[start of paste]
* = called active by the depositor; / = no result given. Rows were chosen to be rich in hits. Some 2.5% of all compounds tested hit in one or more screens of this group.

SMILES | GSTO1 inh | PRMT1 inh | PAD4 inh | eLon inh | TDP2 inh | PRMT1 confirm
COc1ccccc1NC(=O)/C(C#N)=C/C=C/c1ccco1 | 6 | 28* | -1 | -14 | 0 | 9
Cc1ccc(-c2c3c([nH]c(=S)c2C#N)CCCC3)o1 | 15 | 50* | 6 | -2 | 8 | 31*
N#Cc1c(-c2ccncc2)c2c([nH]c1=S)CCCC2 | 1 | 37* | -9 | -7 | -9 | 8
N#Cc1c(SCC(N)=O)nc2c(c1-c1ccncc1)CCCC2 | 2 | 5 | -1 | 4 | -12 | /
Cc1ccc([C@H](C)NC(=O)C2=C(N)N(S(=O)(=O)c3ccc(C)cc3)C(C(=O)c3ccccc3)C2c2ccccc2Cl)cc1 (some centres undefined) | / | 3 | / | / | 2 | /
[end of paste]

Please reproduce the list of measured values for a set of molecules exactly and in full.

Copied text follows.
* = called active by the depositor; / = no result given. Rows were chosen to be rich in hits. Some 2.5% of all compounds tested hit in one or more screens of this group.

SMILES | GSTO1 inh | PRMT1 inh | PAD4 inh | eLon inh | TDP2 inh | PRMT1 confirm
COc1ccccc1NC(=O)/C(C#N)=C/C=C/c1ccco1 | 6 | 28* | -1 | -14 | 0 | 9
Cc1ccc(-c2c3c([nH]c(=S)c2C#N)CCCC3)o1 | 15 | 50* | 6 | -2 | 8 | 31*
N#Cc1c(-c2ccncc2)c2c([nH]c1=S)CCCC2 | 1 | 37* | -9 | -7 | -9 | 8
N#Cc1c(SCC(N)=O)nc2c(c1-c1ccncc1)CCCC2 | 2 | 5 | -1 | 4 | -12 | /
Cc1ccc([C@H](C)NC(=O)C2=C(N)N(S(=O)(=O)c3ccc(C)cc3)C(C(=O)c3ccccc3)C2c2ccccc2Cl)cc1 (some centres undefined) | / | 3 | / | / | 2 | /